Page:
TEHRAN (Reuters) - Iran will move its uranium enrichment plants to safer sites if conditions make this necessary, the semi-official Mehr news agency on Wednesday quoted a senior Revolutionary Guards commander as saying.
Controversy over Iran's uranium enrichment program has resulted in Western powers imposing increasingly tight economic sanctions on the Islamic Republic, and Israel and the United States say they have not ruled out military action if diplomacy fails to persuade Tehran to suspend its sensitive nuclear work.
"If conditions require, we will move our uranium enrichment centers to safer places," Mehr quoted Brigadier General Gholamreza Jalali as saying.
Western powers suspect Iran is trying to acquire the ability to produce nuclear weapons. Iran denies this, saying it is enriching uranium only for peaceful purposes such as power generation and medical use.
Israel, widely believed to have the only nuclear arsenal in the Middle East, says a nuclear-armed Iran would threaten its existence.
A November report by the U.N. watchdog International Atomic Energy Agency suggested that Iran has been pursuing the science needed to make an atomic bomb at least until 2003.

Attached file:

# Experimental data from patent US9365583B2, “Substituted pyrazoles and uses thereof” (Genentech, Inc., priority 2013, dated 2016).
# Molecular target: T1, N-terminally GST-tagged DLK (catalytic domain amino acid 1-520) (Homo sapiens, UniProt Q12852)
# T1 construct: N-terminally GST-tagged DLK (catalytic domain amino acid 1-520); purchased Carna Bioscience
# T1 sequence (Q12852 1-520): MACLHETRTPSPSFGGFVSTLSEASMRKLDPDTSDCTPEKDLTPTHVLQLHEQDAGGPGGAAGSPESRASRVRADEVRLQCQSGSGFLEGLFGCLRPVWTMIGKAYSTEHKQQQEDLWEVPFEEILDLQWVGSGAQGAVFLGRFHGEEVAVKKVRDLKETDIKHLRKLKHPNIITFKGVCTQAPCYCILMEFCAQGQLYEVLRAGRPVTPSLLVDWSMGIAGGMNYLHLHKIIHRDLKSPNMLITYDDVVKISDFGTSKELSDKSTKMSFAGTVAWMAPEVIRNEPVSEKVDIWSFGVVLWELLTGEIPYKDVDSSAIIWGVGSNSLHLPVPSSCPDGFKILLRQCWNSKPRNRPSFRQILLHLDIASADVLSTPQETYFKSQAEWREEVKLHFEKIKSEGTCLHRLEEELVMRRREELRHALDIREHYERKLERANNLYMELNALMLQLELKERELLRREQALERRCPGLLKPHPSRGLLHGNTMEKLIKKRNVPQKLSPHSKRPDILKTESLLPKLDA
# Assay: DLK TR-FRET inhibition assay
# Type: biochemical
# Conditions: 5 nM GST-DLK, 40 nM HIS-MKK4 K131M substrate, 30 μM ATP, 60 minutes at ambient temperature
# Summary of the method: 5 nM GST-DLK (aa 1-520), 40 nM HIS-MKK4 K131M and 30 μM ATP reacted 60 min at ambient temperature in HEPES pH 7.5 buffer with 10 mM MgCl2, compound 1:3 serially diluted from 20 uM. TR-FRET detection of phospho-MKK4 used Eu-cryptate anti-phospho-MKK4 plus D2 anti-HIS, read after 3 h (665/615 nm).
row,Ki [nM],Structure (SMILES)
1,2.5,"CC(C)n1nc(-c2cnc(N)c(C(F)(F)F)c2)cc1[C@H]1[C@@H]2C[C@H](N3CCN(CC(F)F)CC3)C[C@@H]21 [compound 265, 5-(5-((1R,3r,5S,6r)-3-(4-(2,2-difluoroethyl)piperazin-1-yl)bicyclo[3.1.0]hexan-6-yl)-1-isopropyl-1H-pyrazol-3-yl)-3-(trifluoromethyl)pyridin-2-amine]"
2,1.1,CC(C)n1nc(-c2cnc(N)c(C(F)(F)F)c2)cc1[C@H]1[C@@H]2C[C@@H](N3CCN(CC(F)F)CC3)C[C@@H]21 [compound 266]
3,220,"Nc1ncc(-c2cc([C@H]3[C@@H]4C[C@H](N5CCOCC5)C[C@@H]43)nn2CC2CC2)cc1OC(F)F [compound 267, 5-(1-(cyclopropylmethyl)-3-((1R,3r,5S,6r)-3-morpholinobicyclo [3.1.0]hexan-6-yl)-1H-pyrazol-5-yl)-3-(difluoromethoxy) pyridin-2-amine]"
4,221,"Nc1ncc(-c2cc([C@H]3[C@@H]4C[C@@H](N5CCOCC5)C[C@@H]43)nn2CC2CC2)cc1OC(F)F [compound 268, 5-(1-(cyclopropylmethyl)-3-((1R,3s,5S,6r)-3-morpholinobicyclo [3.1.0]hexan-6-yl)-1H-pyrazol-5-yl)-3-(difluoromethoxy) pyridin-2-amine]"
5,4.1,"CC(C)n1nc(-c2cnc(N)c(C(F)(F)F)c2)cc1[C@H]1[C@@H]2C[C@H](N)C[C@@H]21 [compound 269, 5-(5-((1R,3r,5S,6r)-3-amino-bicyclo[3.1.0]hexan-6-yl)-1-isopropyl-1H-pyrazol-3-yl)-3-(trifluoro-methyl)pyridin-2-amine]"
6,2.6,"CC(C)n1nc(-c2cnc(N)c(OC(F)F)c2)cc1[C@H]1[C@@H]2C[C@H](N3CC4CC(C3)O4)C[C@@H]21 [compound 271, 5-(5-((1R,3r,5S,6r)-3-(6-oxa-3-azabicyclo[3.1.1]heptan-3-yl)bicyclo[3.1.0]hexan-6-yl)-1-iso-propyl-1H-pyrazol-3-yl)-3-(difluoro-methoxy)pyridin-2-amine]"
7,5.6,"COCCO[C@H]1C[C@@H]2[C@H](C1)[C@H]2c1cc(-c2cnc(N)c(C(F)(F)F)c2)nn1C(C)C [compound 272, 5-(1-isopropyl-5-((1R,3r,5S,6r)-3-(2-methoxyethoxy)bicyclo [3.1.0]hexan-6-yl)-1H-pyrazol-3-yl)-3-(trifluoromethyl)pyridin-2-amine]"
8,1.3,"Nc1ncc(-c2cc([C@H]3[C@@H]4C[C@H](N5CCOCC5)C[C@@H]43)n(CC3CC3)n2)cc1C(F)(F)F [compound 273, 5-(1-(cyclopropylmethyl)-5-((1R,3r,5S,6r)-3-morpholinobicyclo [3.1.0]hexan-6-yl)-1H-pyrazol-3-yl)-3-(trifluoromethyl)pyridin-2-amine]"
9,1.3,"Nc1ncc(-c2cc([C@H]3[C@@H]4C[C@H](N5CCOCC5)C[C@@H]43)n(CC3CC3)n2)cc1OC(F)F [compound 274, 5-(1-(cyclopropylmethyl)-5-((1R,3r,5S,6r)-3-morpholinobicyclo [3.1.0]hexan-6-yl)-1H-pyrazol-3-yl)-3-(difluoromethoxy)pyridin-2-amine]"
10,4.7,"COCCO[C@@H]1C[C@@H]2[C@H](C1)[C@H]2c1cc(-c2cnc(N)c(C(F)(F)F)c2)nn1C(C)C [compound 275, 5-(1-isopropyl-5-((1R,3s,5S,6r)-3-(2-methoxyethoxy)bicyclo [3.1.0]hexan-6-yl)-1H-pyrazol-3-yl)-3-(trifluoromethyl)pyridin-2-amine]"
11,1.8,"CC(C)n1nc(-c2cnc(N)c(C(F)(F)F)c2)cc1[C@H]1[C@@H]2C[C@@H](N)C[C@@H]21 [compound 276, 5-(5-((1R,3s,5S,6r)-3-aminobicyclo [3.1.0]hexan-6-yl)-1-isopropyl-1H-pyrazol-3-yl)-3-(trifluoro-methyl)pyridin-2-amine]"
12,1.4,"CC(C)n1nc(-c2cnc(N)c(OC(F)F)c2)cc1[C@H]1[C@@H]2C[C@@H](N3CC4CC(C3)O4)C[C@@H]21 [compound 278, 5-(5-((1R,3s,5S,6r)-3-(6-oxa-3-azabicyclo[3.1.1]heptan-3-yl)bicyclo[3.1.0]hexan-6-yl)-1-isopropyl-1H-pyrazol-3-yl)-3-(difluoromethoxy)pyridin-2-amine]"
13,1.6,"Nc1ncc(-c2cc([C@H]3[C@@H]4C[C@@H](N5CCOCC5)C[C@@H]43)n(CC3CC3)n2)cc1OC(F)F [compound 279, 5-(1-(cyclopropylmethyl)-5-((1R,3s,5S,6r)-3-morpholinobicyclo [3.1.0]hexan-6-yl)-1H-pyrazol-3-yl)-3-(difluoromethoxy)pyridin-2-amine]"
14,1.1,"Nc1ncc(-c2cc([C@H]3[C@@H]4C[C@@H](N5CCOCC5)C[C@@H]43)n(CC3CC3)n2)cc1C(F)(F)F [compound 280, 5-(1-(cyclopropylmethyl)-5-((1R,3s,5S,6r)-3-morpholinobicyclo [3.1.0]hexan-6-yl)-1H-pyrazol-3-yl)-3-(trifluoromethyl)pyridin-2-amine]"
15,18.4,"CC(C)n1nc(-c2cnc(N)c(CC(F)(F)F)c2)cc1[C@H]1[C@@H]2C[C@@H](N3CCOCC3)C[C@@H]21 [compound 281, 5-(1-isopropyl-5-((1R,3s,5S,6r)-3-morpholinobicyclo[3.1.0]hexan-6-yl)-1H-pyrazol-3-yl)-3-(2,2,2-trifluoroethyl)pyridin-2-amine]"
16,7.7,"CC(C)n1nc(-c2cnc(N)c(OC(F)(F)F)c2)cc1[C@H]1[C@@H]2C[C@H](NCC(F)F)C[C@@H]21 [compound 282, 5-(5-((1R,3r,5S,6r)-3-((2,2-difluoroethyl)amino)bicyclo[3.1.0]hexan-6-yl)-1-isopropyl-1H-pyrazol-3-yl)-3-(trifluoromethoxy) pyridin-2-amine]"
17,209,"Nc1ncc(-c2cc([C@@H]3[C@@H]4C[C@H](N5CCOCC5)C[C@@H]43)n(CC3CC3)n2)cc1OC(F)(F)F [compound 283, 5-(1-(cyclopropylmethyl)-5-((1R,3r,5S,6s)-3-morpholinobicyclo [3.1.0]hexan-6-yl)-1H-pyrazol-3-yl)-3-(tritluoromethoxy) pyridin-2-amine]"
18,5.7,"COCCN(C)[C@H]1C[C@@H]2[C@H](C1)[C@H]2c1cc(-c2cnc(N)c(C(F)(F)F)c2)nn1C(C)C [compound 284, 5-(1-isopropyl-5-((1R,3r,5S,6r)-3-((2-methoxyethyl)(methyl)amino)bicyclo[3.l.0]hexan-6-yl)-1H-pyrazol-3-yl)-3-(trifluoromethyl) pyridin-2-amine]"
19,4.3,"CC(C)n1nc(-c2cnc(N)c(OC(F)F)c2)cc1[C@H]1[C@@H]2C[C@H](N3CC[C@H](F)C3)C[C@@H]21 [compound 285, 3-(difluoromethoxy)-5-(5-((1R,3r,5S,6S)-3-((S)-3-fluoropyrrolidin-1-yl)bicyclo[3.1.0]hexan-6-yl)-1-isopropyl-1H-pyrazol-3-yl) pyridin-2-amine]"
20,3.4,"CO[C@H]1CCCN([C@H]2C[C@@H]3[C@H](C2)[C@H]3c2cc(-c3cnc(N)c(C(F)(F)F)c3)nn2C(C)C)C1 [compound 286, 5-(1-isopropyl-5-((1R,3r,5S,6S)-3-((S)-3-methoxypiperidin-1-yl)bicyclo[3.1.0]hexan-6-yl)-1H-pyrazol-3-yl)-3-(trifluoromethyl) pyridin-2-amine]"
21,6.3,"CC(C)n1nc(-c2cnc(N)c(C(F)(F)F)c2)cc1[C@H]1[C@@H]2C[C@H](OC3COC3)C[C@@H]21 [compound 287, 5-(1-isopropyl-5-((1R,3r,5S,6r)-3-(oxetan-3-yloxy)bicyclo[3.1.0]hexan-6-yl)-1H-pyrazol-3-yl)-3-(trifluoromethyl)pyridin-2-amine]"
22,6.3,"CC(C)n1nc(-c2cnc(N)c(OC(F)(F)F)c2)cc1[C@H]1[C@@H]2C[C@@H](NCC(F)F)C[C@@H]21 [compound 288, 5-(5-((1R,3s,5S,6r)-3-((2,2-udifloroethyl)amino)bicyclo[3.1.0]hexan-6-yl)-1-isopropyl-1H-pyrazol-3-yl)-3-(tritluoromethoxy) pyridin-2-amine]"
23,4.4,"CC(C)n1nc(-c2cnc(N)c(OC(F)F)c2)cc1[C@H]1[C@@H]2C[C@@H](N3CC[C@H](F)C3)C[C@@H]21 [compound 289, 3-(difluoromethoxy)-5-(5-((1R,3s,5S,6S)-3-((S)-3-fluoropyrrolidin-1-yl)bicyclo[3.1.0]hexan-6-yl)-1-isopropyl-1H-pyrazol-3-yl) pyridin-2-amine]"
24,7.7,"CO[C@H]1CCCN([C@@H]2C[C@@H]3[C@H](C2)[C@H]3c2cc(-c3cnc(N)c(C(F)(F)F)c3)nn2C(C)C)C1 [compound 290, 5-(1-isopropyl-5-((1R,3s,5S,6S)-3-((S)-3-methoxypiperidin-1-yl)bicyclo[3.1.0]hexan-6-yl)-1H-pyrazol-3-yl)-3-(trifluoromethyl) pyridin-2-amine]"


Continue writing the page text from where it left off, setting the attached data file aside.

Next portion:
Iran has enriched uranium to 20 percent purity, a level which Western states say is more than it needs for peaceful nuclear power. But 20 percent pure uranium is still not pure enough to make a bomb.
Iran says its response to any military action will be "painful."
"If the Americans and Israelis could attack our nuclear facilities and inflict a blow on it they would have surely done it," said Jalali, head of Iran's Civil Defense Organization.
A hardline lawmaker, Parviz Sarvari, on Monday said OPEC member Iran planned to carry out military maneuvers near the Strait of Hormuz in the Gulf, where about 30 percent of the world's crude exports pass through.
But Iran's foreign ministry spokesman dismissed the lawmaker's remarks, saying it was Sarvari's personal view and did not represent Iran's official view.
However, Iranian officials have in the past warned about the
closure of the strategically important Strait of Hormuz as a possible retaliatory measure if the country's nuclear facilities were attacked.
Concerns over Iran's disputed nuclear work and threats to key shipping lanes drove up oil prices by more than $2 to post its biggest gain since late November on Tuesday, in sharp contrast to a fall in most other financial markets.
Brent crude slipped towards $109 on Wednesday.
(Writing by Parisa Hafezi; editing by Tim Pearce and Matthew Jones)